Next, select the “Apps” button on the top middle left to open the application window:

On the top left section, ensure that “Deep Hooks”, “Anti Detours”, and “Banned Functions” are selected. These should all be highlighted as these are default configurations of EMET 5.x. Also ensure “Stop on exploit” is selected. The only time when you may want to deploy “Audit only” is when you are doing initial testing and are experiencing application crashes. EMET will notify you upon a time when it would traditionally block something from running vs. actually stopping it from running and you can fine tune EMET’s protections to not block a certain protection for normal application functionality.

Custom Configurations for EMET

For Enterprise users, and tech savvy folks, you will want to incorporate additional applications for added protection. This is highly recommended and a necessity for enterprise deployments.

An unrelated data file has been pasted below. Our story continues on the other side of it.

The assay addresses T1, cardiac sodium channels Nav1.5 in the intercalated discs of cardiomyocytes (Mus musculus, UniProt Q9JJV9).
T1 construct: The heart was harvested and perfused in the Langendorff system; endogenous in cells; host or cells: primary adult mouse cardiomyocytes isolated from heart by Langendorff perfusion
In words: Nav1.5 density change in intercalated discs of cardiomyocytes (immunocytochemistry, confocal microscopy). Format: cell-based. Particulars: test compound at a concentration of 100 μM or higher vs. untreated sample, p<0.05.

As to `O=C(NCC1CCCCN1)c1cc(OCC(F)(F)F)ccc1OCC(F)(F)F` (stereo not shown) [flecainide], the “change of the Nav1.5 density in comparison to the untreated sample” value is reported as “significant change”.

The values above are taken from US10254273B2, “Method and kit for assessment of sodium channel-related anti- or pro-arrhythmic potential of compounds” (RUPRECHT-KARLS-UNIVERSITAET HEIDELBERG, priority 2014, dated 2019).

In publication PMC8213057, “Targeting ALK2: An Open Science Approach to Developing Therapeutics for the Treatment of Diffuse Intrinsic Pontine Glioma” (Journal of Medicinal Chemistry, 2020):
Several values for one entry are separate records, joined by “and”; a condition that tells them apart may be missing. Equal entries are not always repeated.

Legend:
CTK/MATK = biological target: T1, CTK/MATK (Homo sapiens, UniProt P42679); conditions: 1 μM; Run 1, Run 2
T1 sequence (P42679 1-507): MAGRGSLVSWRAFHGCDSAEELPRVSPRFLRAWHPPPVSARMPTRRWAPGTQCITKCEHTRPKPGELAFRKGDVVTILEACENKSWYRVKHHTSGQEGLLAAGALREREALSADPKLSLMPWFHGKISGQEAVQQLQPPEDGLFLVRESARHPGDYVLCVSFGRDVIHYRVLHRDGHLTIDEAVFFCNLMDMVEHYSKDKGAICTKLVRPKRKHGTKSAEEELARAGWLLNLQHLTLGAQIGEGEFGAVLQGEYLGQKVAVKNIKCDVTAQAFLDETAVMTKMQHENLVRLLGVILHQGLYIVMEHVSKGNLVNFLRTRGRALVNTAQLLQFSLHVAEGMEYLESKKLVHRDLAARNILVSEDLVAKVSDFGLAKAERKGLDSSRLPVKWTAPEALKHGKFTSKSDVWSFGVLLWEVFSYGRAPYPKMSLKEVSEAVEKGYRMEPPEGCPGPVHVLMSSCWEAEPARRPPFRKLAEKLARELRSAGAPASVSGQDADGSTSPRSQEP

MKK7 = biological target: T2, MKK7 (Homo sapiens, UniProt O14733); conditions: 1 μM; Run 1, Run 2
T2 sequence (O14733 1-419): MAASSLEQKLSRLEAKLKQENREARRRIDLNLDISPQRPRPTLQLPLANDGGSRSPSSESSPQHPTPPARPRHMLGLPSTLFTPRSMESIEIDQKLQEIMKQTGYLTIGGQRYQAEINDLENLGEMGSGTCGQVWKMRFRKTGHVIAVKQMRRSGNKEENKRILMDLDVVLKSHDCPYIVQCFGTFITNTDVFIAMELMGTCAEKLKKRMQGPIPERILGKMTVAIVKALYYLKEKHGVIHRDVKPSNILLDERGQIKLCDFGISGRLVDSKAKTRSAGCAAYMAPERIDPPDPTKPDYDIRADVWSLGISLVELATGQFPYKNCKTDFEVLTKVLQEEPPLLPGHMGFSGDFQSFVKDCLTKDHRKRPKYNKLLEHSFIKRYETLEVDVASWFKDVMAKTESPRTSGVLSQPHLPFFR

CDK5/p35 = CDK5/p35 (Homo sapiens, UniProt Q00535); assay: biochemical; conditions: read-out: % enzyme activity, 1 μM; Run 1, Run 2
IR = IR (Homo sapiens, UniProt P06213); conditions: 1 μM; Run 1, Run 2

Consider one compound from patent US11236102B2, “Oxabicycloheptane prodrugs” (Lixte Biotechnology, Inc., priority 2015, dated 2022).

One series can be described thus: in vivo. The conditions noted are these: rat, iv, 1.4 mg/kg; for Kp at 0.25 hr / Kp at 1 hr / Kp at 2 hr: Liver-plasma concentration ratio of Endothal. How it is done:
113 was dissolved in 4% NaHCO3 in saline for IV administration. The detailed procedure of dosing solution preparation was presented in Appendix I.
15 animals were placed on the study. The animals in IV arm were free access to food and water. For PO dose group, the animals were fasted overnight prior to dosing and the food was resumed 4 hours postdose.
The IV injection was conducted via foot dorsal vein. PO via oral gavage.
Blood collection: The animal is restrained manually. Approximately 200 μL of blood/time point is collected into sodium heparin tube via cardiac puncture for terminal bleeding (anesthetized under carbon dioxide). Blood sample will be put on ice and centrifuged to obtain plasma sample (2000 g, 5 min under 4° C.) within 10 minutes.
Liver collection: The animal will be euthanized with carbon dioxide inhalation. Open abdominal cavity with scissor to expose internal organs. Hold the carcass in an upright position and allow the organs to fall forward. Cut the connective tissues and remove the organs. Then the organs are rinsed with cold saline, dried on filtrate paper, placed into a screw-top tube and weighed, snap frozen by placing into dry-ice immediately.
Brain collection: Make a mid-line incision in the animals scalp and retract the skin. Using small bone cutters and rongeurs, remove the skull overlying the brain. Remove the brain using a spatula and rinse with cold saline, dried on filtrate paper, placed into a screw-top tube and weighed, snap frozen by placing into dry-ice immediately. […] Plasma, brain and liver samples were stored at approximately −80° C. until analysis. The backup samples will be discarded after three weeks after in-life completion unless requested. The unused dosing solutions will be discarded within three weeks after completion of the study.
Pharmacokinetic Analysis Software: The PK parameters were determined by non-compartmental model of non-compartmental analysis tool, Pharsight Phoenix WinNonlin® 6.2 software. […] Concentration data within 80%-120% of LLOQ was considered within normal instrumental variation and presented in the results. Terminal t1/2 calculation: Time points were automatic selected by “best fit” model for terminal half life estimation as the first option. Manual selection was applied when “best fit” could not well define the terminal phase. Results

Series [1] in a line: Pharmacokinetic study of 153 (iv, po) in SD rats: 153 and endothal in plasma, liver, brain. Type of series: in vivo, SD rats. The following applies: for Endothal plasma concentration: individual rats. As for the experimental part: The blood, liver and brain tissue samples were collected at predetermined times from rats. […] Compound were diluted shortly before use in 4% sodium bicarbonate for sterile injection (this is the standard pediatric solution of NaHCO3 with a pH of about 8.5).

In the same window as the prior steps, if you look at the lower bottom section, this is the current list of all of the protected applications currently under EMET. Since we haven’t made any changes, you can see these are the default applications protected under EMET with the security profile selected. This would include Java, Internet Explorer, Adobe, Office products, and more. If creating a template for your organization as a standard configuration for enterprises, TrustedSec recommends creating two separate templates, one for servers and another for workstations/endpoints.

To add a new application, you can simply select “Add Application” and point EMET to an executable you want protected. The way TrustedSec likes to break up protection mechanisms are as follows: